Don’t Have a Clue? 5 Tactics for Inspiration

Sometimes inspiration flashes like a thunderbolt from the sky…but in my experience, inspiration much more often something you must actively chase – like a tornado hunter.

Many of you aspiring writers might already be cooking already. The boiling roll of inspirational waters has reached a simmering point and you’re on your way. Congratulations!

But for others who are either casting around for a new idea for a short story or novel and feeling uninspired – allow me to share some of my tricks. Because I’ve been there – believe me! Nothing worse than not having a clue of what you want to write about.


Visit an art gallery, museum and let the works wash over you. Keep your mind open and then stand before a painting or sculpture that you find yourself particularly drawn to. Imagine yourself as a figure in the painting or the figure of the sculpture – what’s your story? Who are you? Or imagine you are the artist and think about what you were doing the moment you created the work. Keep your notebook handy and jot down as many thoughts as you have in 5 minutes. Don’t edit yourself just keep going until the 5 minutes are up.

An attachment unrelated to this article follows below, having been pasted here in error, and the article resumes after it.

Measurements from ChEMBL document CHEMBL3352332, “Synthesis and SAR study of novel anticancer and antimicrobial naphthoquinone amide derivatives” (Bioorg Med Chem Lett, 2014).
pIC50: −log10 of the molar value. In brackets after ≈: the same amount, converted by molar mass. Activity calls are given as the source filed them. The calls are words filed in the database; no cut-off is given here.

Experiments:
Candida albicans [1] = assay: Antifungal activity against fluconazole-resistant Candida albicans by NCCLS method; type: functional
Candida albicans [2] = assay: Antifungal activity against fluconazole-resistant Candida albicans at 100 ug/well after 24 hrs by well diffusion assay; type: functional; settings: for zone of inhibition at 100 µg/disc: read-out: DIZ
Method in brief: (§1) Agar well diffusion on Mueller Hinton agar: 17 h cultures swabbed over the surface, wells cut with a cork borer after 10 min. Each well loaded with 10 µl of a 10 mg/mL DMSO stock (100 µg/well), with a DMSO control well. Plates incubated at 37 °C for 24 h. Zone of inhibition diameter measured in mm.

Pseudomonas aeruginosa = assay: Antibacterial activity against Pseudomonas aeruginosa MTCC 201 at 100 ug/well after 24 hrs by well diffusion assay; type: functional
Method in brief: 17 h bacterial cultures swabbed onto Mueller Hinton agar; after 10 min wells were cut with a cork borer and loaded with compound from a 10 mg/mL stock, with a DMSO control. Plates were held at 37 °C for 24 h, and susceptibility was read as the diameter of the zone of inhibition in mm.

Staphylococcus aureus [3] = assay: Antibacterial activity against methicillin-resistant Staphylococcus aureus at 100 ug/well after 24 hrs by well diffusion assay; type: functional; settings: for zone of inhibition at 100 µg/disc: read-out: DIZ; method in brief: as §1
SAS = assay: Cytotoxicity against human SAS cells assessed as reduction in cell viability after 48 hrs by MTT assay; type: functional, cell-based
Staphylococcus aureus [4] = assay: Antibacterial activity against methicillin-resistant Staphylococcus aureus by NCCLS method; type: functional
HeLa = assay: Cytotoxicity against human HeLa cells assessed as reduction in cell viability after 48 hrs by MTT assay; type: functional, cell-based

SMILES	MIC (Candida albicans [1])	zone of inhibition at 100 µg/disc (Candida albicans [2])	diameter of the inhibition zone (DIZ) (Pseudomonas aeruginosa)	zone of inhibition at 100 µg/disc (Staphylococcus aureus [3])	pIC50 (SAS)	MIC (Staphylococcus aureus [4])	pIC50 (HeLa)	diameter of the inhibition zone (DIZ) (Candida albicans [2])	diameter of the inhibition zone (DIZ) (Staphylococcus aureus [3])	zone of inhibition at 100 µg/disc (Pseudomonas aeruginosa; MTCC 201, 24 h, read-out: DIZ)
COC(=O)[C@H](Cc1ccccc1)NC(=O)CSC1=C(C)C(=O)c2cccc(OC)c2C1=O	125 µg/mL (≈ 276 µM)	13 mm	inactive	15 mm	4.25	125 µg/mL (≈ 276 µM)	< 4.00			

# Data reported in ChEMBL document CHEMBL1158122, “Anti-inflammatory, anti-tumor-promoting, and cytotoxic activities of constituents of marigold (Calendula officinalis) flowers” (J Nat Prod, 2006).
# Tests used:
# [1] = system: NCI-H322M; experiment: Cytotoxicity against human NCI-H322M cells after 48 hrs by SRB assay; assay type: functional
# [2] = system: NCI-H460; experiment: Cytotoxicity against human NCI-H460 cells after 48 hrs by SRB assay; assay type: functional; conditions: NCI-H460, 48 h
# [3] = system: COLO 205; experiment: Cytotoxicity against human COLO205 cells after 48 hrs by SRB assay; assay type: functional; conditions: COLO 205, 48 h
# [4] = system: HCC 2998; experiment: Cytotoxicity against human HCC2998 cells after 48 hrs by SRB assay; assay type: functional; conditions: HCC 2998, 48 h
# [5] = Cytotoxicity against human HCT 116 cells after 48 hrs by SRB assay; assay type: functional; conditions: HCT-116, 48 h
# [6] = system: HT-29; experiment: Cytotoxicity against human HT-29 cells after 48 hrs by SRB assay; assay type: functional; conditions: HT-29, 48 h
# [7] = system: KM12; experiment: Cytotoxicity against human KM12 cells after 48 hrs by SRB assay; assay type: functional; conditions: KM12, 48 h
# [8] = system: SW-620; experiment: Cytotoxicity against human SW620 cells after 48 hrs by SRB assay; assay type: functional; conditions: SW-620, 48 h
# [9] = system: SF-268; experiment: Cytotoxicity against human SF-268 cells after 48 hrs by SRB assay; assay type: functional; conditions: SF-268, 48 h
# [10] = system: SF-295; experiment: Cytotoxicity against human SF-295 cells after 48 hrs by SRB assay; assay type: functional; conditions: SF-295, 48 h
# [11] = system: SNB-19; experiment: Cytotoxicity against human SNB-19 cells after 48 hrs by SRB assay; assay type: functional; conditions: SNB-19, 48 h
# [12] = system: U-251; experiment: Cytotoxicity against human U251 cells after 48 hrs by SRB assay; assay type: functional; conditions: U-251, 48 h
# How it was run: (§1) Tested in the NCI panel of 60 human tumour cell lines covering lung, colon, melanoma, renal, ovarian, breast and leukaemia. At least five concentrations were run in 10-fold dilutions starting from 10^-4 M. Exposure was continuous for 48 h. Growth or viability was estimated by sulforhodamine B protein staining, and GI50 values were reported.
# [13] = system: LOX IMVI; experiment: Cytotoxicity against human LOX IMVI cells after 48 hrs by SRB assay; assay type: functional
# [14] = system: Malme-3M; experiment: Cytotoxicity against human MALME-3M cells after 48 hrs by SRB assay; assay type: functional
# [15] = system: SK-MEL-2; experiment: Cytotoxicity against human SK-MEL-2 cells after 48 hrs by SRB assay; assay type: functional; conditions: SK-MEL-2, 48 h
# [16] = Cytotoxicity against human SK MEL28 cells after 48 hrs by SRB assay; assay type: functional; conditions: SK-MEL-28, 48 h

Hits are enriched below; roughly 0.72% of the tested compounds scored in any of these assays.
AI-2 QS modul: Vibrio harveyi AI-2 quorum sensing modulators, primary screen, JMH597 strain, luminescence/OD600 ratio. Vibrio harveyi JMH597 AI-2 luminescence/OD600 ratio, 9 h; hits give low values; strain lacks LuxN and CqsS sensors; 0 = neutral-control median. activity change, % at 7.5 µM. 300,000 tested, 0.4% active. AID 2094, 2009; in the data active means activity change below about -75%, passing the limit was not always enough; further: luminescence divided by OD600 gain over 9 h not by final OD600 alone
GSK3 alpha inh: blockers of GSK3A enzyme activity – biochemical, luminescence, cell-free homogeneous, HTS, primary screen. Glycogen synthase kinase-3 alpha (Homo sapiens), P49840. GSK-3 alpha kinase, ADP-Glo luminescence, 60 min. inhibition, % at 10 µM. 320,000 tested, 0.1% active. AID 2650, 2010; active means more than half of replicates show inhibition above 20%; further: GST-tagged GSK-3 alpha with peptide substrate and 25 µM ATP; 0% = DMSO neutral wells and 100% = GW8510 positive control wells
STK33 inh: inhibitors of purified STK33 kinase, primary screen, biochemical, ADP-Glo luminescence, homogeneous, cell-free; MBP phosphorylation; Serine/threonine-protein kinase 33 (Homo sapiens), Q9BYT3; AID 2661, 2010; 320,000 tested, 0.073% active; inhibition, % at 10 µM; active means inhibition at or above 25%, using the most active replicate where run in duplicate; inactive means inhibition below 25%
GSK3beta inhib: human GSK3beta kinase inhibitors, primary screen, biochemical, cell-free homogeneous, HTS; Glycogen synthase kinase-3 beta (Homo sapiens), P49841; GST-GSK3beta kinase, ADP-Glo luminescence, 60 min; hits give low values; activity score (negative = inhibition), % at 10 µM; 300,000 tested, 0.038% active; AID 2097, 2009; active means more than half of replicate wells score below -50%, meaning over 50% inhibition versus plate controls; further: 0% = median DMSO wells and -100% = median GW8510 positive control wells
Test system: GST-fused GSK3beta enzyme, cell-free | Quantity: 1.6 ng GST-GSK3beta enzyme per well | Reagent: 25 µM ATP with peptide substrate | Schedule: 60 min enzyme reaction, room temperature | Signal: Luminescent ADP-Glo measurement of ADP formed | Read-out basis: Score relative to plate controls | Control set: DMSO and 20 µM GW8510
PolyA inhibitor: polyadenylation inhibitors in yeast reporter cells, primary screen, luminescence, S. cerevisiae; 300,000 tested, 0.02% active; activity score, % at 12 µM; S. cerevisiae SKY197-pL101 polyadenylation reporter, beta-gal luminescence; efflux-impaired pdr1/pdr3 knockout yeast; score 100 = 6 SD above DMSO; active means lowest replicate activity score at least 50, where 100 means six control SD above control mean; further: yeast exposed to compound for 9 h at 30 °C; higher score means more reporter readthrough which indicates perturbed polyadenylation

Take a look at your notes and see if there’s a nugget of something you can elaborate on.

 ‘Inspiration’ is a word used by people who aren’t really doing anything. Nick Cave


I was a member of a writing group for over 14 years – and some of our inspiration for some of our work came from our yearly retreat to a member’s cottage up in Parry Sound. We’d each come armed with pens, notebooks and writing exercises to get the creative juices flowing. One of our members had a fantastic postcard collection of evocative images.

We’d each blindly pick a postcard and then for 10 minutes we’d write a story, letting the work flow without self-censorship. We’d start by writing a first person narrative; then a dialogue and then a third person narrative; then a pure description; and so on.

Many of the work that happened in those 10-minute sessions led to longer works of fiction for all our group.

Try it yourself – use the image below.


There are little gems all around us that can hold glimmers of inspiration. Richelle Mead


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